How to Be a Rebel With Your Elopement Suit
There are no expectations with elopements–and that includes your suit. We want you to be comfortable and feel like whatever suit you put on represents who you are and makes you feel stylish as hell. I won’t be wearing a tie or a formal button-down shirt for our elopement. I have a huge neck and that just seems like a pain to do. So I’ll be wearing a more campy button-down that stills looks classy but feels more like something I’d want to wear. The key here isn’t to lose all the stylish elements, just make it into something that you want to wear.
- Do you want to wear a tie at all? A bowtie? Or maybe a super stylish patterned tie that pops?
- Do you want formal dress shoes? Maybe some Blundstone Boots instead? Or just go all out with the hiking boots?
- Do you want campy nordic socks? A pop of color? Or just some long wool socks to keep you cozy?
I’ll mention Indochino again below, but they have some great options for customizing your suit to have more personality.
Who says you can’t have cool accessories?!
Pocket squares: We’ve seen silk, topo patterned, and an heirloom pocket square. We’ve seen it all. If your suit jacket’s pocket is sewn shut, use a seam ripper to open it back up.
Boutonniere: You wear it on your left side on the lapel over your heart, or tuck it into the chest pocket if you don’t have a way to attach it.
Watch, tie clip, cuff links, suspenders: If you want those extra details.
Scarf, hat, gloves: For those cold mornings or if you are having a fall/winter Elopement.
Where to Buy Your Elopement Suit
There are loads of places you can buy your suit: in-store, on-line, thrifting, your father’s suit, etc. Here are some of our favorite online and in-store shops:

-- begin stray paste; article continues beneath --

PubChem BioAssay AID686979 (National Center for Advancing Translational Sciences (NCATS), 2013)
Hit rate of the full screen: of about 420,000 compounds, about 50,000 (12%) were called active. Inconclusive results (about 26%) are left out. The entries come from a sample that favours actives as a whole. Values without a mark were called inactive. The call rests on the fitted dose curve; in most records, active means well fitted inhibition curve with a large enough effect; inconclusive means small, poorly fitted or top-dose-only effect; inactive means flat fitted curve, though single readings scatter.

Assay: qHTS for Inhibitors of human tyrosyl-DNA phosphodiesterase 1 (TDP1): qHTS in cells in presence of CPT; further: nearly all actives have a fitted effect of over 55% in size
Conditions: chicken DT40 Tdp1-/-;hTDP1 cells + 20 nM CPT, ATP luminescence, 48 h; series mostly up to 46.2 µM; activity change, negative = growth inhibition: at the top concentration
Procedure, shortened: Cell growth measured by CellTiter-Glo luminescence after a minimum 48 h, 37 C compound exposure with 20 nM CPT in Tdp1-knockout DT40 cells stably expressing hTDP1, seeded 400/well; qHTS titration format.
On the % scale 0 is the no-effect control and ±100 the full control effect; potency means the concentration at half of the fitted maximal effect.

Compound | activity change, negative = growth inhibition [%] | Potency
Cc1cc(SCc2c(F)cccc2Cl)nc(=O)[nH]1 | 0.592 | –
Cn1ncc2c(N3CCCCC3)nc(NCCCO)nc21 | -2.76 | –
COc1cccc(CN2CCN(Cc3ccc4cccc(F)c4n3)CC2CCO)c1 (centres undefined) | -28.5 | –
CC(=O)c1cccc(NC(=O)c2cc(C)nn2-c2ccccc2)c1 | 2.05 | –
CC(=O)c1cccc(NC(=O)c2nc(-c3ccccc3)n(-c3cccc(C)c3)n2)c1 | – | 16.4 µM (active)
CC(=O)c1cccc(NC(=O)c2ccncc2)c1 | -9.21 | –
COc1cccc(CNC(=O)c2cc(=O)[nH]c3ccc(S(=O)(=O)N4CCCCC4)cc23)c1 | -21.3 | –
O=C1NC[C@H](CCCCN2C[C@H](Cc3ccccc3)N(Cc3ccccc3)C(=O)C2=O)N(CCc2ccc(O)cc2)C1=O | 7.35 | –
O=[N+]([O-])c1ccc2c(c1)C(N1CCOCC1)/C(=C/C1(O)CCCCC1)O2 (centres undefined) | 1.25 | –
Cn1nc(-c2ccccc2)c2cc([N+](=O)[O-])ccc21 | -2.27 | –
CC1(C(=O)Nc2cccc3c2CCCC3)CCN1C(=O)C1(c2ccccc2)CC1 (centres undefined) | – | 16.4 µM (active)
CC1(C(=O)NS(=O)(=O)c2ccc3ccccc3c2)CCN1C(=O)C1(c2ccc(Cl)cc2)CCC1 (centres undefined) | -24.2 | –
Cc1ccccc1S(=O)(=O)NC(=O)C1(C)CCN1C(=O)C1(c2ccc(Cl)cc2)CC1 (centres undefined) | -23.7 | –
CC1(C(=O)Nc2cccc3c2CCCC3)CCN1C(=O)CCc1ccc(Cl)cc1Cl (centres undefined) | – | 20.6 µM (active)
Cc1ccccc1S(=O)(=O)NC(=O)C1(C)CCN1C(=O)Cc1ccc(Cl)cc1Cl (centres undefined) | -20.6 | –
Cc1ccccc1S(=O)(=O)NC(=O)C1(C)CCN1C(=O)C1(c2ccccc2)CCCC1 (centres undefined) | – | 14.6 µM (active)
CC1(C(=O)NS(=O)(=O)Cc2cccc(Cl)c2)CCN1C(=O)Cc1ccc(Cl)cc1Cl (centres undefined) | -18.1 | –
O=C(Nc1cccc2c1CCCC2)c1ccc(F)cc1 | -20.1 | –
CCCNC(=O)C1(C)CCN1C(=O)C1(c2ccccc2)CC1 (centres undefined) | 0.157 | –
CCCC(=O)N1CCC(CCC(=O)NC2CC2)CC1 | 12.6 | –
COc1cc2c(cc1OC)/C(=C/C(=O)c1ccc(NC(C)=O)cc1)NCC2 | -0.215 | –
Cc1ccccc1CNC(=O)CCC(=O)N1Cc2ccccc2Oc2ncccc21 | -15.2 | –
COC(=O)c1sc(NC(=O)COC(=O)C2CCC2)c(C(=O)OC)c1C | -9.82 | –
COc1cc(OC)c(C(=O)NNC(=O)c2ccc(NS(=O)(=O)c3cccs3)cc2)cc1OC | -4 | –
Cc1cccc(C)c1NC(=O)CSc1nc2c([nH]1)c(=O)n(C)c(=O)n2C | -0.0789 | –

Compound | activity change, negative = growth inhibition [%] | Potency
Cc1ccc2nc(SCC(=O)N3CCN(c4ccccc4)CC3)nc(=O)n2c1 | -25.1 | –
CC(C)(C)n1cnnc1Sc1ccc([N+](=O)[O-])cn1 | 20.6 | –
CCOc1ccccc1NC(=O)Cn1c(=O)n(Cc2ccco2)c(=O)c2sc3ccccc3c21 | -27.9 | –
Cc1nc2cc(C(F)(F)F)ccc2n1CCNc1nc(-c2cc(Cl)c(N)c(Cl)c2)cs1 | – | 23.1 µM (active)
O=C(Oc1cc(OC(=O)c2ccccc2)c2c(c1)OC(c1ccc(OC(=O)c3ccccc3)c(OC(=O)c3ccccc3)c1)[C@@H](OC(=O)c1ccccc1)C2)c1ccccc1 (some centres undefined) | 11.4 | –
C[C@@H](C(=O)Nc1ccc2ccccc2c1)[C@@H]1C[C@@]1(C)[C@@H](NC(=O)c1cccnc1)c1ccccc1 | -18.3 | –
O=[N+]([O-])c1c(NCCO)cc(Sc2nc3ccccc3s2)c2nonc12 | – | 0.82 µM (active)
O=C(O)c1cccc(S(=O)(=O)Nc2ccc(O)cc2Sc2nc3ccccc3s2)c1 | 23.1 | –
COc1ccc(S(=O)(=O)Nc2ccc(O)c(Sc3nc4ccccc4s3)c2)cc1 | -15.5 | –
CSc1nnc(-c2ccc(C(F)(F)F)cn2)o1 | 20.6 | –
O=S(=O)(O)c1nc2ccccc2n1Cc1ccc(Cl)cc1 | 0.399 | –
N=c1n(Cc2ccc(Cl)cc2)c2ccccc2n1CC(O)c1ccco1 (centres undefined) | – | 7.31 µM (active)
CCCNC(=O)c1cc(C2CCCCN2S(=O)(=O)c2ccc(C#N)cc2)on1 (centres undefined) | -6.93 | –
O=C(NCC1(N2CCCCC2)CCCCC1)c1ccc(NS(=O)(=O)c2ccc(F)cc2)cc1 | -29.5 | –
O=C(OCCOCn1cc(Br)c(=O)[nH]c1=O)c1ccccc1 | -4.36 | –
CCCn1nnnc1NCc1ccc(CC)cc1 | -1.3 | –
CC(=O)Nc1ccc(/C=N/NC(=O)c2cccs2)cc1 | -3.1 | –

For the lady suits:
ASOS (great budget option)
The Groomsmen Suit (yes, it says groomsmen, but it has Women’s suits)
Check out Dancing with Her’s Blog Post on more suits for LGBTQ+ Women.
Helpful How-To Resources For Your Elopement Suit
This video singlehandedly got me comfortable with trying on suits and knowing what a “great fit” is supposed to look like. Give it a watch!
What Am I Doing For My Elopement Suit?
I already have some tech chino pants in my closet, and I’ll be buying some boots, a campy (yet classy) button-up shirt, and maybe, just maybe I’ll go with a hat or some other accessories. I don’t dress formally often, and I have a huge neck and bulky chest. So wearing a suit for me just doesn’t feel comfortable. Not to mention expensive to get the correct fit. So I’m keeping my outfit stylish without having to be uncomfortable. Plus, my outfit needs to be shoved in a 60-liter backpack for a couple of weeks. So…a more unique suit situation to say the least.
I, like most people getting a suit, struggled to even know what options are out there. So beyond showing you a lot of ideas, I hope this guide helped take some pressure off of you. And maybe you found yourself getting excited!